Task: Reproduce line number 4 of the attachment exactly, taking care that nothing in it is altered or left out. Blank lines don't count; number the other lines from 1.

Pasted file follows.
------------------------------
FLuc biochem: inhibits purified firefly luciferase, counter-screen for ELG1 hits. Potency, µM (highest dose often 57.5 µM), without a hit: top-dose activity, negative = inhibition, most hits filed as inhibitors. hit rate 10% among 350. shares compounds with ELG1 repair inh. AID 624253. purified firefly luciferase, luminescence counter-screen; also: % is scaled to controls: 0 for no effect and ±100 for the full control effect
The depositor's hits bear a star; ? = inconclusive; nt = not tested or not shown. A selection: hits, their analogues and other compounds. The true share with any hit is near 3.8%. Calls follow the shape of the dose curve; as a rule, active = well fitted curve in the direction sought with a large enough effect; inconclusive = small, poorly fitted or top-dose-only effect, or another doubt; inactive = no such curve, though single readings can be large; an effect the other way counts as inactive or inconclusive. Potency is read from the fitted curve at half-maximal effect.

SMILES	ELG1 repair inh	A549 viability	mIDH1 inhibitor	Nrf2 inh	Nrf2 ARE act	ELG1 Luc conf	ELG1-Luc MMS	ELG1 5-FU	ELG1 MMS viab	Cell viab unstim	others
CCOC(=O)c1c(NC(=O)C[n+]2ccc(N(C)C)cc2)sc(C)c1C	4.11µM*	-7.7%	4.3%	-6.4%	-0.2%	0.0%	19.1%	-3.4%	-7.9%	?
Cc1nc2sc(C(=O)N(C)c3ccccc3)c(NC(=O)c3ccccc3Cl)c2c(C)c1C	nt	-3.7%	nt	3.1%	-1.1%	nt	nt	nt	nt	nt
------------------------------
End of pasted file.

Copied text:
CCOC(=O)c1c(NC(=O)C[n+]2ccc(N(C)C)cc2)sc(C)c1C	4.11µM*	-7.7%	4.3%	-6.4%	-0.2%	0.0%	19.1%	-3.4%	-7.9%	?